In a recent article, the Washington Post outlines how deeply ingrained Facebook has become to parts of people’s everyday lives, even if they don’t actively use the platform. According to the Post, Facebook trackers are built into 61 of the 100 most popular smartphone apps, and their trackers watch what you do on 25 percent of websites.
In an article titled “There’s no escape from Facebook, even if you don’t use it,” the Washington Post outlines just how deeply Facebook has become ingrained in the everyday lives of most people. Even those that don’t use the platform are not safe from Mark Zuckerberg’s prying eyes.
The Post spoke to a woman named Megan Borovicka who joined Facebook in 2013 and then forgot that she had an account, never logging in or using it. The average person assumes that the Masters of the Universe would stop collecting data on a dormant account, but nothing could be further from the truth.
According to an investigation by the Post, over the last decade, Facebook has collected extremely specific information about Borovicka and her life, learning everything about her from where she received her paycheck to her preferred brand of underwear.
Borovicka told the Washington Post: “I thought if I’m not using Facebook, I wouldn’t be in its orbit.” The issue lies in the fact that it’s not just Facebook’s app collecting information — Facebook has become so big that it has become a key component of millions of other businesses, apps, and websites that now collect information on Facebook’s behalf. So even if you’re not actively using the Facebook app or website, the company is still tracking you.
Facebook provides its business partners with tracking software that they then embed in apps and websites, user details are then sent to Facebook which it tries to match to your account. Across the 100 most popular smartphone apps, Zuckerberg’s tracking software is present in 61 of them, according to the app research firm Sensor Tower. Privacy software developer Ghostery also claims that the company has trackers in around 25 percent of websites.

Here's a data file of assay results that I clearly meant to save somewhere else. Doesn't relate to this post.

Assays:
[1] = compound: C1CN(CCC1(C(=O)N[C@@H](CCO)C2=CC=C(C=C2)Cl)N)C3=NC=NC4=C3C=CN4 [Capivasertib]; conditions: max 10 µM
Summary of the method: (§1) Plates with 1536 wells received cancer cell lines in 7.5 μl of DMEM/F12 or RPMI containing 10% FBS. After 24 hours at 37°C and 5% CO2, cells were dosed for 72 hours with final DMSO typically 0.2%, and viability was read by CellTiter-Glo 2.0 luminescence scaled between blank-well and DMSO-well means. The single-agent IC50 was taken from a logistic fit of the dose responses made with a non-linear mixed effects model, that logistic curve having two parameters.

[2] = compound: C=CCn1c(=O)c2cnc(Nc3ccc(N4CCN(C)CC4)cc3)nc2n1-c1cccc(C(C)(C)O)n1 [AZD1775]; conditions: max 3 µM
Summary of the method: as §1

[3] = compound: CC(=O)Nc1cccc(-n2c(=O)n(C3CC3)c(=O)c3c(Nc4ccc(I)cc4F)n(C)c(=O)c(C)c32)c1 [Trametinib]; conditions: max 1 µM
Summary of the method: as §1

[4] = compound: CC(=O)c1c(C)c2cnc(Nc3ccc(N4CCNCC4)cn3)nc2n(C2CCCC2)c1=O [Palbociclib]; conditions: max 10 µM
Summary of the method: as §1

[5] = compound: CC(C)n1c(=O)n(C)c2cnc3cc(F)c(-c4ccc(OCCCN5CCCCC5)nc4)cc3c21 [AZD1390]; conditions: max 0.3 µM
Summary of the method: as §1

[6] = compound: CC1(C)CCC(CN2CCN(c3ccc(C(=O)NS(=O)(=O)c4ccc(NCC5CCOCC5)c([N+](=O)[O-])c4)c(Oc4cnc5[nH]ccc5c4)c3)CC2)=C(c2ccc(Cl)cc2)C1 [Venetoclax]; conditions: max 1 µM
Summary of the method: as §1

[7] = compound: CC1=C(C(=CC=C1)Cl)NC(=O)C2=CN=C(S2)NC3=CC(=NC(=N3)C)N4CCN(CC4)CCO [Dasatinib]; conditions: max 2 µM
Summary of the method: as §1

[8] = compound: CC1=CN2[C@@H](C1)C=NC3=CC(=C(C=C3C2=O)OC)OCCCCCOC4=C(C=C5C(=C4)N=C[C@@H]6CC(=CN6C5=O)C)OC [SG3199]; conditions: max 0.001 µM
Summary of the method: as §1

The Washington Post writes:
I tried my own version of Borovicka’s experience by cutting Facebook and Instagram out of my life for two weeks and then tallying who sent it my data. But unlike her, I left its apps on my phone — untouched for a while, but present. (Below I’ll show you how I unearthed what Facebook knows, and how you can see it for yourself.)
While I was gone, Facebook got a notice when I opened Hulu to watch TV. Facebook knew when I went shopping for paint, a rocking chair and fancy beans. Facebook learned I read the websites What To Expect, Lullaby Trust and Happiest Baby. There’s no surprising Facebook when you’re expecting a baby.
Over two weeks, Facebook tracked me on at least 95 different apps, websites and businesses, and those are just the ones I know about. It was as if Facebook had hired a private eye to prepare a dossier about my life.
In an emailed statement to the Washington Post, Facebook addressed its tracking habits stating: “Our use of data from other apps and websites to inform advertising was commonplace in the industry when we introduced it. We’ve also provided more transparency and control to help people manage their data over the years — including a tool that lets people manage and view a summary of information Facebook receives about their activity on other apps and websites. We’re committed to further strengthening our privacy program, but privacy concerns are not antitrust concerns.”
Read more at the Washington Post here.
Lucas Nolan is a reporter for Breitbart News covering issues of free speech and online censorship. Follow him on Twitter @LucasNolan or contact via secure email at the address email@example.com